Innovation Infrastructure Is The Roadmap To Success

The complexities of disruption require CVPs to leverage all available corporate resources to inform strategy and decision-making. With the proper innovation infrastructure, a CVP is empowered with insights and information from all necessary corporate constituents.

At the most basic level, a CVP’s innovation infrastructure must consist of four elements: a joint operating cohort (JOCC), a venture capital accelerator, an innovation lab and a corporate venture capital fund.

1 Joint Operating Company Cohort (JOCC)

The first element of the right innovation infrastructure is known as the JOCC. This is a group of key executives and managers that come together to share pain points, best practices and opportunities.

Members of the JOCC should:

  • Have broad perspectives on the strengths, weaknesses, challenges and opportunities of the operating companies they represent
  • Be comfortable challenging the status quo
  • Consistently consider innovation as a solution to each problem presented

Although sometimes geographically dispersed and operationally decentralized, the numerous perspectives of the JOCC members form a mosaic-like picture that can be used to better understand and allocate resources.

2. The Venture Capital Accelerator

The venture capital (VC) accelerator facilitates all venture efforts. From expediting execution of initiatives to developing and maintaining key relationships with internal constituents, the VC accelerator’s primary role is to foster agility within the innovation infrastructure.

The VC accelerator team is comprised of a small number of diversely trained individuals who can:

  • Fully understand business operations and their impact on corporate constituents
  • Intake and process large amounts of information, and then quickly and efficiently report this information to corporate leaders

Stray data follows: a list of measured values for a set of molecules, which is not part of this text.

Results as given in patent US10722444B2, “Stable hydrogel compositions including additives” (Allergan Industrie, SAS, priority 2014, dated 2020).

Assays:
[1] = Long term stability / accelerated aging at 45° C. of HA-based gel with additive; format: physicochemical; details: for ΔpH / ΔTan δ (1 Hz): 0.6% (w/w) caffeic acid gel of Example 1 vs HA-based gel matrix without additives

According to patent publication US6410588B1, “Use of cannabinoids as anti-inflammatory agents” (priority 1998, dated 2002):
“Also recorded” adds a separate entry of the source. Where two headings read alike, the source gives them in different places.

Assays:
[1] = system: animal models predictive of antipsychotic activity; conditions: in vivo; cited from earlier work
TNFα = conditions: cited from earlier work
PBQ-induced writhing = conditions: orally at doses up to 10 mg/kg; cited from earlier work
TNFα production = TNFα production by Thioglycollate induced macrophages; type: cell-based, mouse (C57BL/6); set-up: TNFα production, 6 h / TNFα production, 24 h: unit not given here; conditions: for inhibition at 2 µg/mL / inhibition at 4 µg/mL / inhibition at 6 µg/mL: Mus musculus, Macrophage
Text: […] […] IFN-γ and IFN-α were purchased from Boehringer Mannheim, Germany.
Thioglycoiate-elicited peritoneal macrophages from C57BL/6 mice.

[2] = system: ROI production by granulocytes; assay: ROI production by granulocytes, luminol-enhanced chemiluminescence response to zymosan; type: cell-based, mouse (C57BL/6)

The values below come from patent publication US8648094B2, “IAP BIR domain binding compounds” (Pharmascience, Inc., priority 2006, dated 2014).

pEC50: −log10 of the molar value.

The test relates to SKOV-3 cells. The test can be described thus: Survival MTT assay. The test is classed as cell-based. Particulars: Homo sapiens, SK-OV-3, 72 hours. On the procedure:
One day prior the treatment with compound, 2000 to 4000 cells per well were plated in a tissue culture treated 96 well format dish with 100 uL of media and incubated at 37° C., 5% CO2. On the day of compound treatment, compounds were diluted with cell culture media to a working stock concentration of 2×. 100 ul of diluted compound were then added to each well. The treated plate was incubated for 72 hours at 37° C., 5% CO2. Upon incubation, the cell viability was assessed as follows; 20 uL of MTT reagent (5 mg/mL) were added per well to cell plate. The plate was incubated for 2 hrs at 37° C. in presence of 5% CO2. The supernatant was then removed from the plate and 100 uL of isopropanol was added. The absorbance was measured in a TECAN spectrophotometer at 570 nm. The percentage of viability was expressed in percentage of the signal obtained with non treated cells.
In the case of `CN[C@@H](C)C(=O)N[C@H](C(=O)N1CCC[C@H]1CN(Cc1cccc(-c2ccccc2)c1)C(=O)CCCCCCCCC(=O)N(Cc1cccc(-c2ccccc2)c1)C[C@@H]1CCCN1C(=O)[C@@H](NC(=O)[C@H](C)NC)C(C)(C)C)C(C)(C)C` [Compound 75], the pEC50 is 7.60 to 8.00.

• Rapidly respond to the dynamic challenges facing corporate leaders

Each team member of the VC accelerator must be well-versed in the corporation, its constituents and the venture community in order to achieve success.

3. Innovation Lab

The innovation lab is where researchers and technology professionals collide. The collaboration between these two groups is centered on exploring new technology possibilities and translating technological complexities into actionable insights.

Like the JOCC, it’s critical for members of the innovation lab to come from a variety of backgrounds. This diversity allows blending of each member’s disparate knowledge, creating a more fully formed and multi-perspective picture. This picture ultimately allows the innovation lab to better understand the impact of these solutions on constituent interests.

Every corporation’s innovation lab should have these four features:

  • A direct line to a senior executive sponsor
  • Geographic dispersion and autonomy
  • Co-location with technology/innovation community
  • Frequent internal constituent contact to help information flow into and out of the lab

4. Venture Capital Funds

Successful venture capital funds need two important elements:

  • The ability to rapidly identify valuable entrepreneurial companies and teams
  • The ability to quickly take sensible equity positions for fair prices

If corporations aren’t willing to commit the resources necessary, they won’t be able to build and maintain the necessary innovation infrastructure. The VC’s purpose is ultimately to serve its constituents and enhance the corporation’s innovation mechanics.

Innovation Can Only Succeed On A Bedrock Of Strong Relationships

Today’s corporate leaders are focused on avoiding disruption. In response, they’ve started allocating time, energy, and funds into corporate venture programs. Unfortunately, many of these programs are centered on technology-based investment strategies.

While a corporation’s venture efforts can use technology as a tool, the core focus of a corporate venture strategy should be to maintain and develop a more fundamental business asset – relationships. This requires the right innovation infrastructure that allows regular enterprise communication and strong relationships with corporate constituents.

It’s these relationships that are fundamental to identifying and understanding the various needs and capabilities across a corporation. And it’s these relationships that will ultimately deter disruption and ensure long-term organizational success.

Lauren Gore

Lauren Gore is a Principal and Co-founder at LDR Advisory Partners. With a background in law, risk management, and operations, Lauren specializes in the design, implementation, and operation...